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The Presidency of James Monroe

Page history last edited by Mr. Hengsterman 1 month, 2 weeks ago

 

James Monroe and the  Era of Good Feelings (?) [1816 to 1825] 

A period of peace, prosperity, and liberty is often conveyed with irony or skepticism as a

result of significant troubles that were roiling not far below the surface.

 


 

1815 and beyond - The Post War Afterglow 

 

 

 

 

 

AP Focus New Englanders and the Federalist party strongly condemned the War of 1812. The Federalists met to discuss their grievances in Hartford Connecticut in 1814. Many considered discussing secession at a future meeting, which because the war ended never convened.   Era of Good Feelings (1817-1825) A name for President Monroe’s two terms, a period of strong nationalism, economic growth, and territorial expansion. Since the Federalist party dissolved after the War of 1812, there was only one political party and no partisan conflicts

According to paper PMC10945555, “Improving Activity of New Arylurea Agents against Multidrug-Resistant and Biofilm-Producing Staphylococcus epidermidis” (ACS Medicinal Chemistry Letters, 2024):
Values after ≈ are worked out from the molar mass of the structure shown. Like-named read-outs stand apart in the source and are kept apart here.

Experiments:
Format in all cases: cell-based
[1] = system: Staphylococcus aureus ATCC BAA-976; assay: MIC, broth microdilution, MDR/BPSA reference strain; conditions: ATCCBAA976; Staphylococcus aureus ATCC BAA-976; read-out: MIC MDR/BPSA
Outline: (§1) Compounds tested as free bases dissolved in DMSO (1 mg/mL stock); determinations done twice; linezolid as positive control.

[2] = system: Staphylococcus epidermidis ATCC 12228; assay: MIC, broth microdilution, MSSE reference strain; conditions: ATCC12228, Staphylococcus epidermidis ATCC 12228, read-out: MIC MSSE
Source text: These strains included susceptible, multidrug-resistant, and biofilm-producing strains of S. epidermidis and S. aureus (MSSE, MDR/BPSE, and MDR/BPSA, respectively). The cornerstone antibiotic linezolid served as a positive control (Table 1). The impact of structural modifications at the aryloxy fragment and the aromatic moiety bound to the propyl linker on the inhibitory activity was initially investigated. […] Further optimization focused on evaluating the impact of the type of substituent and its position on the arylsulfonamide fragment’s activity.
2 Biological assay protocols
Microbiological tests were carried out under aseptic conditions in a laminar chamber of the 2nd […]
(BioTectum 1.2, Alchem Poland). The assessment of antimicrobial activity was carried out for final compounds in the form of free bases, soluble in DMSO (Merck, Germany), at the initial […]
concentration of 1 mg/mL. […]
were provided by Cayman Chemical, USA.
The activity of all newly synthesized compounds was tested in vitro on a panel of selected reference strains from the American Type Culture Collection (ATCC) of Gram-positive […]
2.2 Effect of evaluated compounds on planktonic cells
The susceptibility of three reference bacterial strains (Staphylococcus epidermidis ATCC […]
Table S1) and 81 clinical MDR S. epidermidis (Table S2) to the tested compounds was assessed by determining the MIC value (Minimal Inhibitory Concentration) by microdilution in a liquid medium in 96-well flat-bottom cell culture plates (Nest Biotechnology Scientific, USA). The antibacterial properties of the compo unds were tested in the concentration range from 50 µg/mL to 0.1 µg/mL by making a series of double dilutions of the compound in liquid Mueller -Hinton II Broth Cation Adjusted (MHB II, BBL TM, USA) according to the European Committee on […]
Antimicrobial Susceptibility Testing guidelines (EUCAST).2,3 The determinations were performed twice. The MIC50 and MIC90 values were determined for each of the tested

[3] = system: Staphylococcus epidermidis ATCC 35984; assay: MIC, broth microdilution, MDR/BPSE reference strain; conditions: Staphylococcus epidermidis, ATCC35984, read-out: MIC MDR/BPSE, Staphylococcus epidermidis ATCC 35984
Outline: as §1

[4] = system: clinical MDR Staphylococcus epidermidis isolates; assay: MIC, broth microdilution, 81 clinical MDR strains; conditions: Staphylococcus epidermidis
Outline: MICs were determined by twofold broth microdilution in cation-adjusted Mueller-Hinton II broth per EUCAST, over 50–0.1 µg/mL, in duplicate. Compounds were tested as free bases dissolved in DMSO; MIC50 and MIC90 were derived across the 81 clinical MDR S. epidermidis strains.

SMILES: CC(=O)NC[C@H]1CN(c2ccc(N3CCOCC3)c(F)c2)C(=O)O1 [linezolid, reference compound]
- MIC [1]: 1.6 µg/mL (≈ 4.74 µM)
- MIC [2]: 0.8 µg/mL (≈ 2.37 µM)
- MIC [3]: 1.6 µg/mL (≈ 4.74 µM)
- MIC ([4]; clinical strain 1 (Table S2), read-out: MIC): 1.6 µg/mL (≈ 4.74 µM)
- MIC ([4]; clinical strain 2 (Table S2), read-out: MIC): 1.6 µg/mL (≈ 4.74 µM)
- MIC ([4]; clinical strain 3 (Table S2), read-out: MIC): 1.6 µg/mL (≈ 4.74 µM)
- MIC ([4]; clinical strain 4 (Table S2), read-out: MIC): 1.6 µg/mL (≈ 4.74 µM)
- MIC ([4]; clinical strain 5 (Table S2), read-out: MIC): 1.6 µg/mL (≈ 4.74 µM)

A Quick Summary of James Monroe's President 

 

 

“Discord does not belong to our system… Harmony among Americans… will be the object of my constant and zealous attentions.”

President James Monroe

 

 

 Election of 1816             Election of 1820

Federalist pretty much dead on the national level

Republicans go with James Monroe – former Secretary of State
under James Madison. 
It was an easy victory

Monroe will run basically unopposed

Thus the “Era of Good Feelings”

John Marshall and his rulings continued to be the only Federalist strong hold 

 

List of TWO term Presidents

 

 

The Era of Good Feelings? July 4 1819 

Historians have traditionally labeled the period after the war of 1812 the” Era of Good Feelings.”

Evaluate the accuracy of this label, considering the emergence of nationalism and sectionalism